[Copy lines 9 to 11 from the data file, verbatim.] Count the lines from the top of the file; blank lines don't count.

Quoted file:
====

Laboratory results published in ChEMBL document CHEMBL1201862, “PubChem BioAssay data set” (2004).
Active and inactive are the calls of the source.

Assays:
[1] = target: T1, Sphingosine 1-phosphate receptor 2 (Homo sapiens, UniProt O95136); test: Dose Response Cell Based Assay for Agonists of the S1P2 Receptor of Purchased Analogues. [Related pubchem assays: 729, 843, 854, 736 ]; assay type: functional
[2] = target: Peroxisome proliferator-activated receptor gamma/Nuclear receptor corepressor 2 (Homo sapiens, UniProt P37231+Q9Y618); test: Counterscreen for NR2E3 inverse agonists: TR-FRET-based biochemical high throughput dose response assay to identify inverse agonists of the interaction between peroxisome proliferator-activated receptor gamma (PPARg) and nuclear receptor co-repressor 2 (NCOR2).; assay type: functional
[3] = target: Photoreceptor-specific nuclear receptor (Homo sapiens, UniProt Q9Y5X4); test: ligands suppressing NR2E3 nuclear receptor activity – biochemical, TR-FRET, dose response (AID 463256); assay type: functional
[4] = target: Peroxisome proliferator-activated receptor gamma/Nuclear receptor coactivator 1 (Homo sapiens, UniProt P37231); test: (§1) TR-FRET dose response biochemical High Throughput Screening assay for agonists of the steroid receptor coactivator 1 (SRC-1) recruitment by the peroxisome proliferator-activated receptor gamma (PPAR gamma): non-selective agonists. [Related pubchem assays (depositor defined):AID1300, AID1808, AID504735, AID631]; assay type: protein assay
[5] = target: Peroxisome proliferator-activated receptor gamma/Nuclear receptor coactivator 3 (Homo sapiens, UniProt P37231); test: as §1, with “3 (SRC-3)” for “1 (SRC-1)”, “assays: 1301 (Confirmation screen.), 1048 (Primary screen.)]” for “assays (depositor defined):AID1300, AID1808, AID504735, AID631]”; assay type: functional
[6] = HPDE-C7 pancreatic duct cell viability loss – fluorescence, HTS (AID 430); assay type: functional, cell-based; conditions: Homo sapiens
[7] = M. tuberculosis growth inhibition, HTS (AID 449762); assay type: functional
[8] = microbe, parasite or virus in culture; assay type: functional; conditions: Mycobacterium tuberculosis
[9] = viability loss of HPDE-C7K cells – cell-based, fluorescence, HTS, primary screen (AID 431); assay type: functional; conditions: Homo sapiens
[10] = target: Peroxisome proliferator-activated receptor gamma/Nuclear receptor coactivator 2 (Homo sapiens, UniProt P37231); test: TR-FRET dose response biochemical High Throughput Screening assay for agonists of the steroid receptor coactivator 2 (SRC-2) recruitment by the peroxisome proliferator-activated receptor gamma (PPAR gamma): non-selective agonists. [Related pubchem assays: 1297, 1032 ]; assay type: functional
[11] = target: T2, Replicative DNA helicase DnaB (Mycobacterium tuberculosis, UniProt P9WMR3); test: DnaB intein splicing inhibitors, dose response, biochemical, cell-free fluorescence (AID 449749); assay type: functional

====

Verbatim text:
[6] = HPDE-C7 pancreatic duct cell viability loss – fluorescence, HTS (AID 430); assay type: functional, cell-based; conditions: Homo sapiens
[7] = M. tuberculosis growth inhibition, HTS (AID 449762); assay type: functional
[8] = microbe, parasite or virus in culture; assay type: functional; conditions: Mycobacterium tuberculosis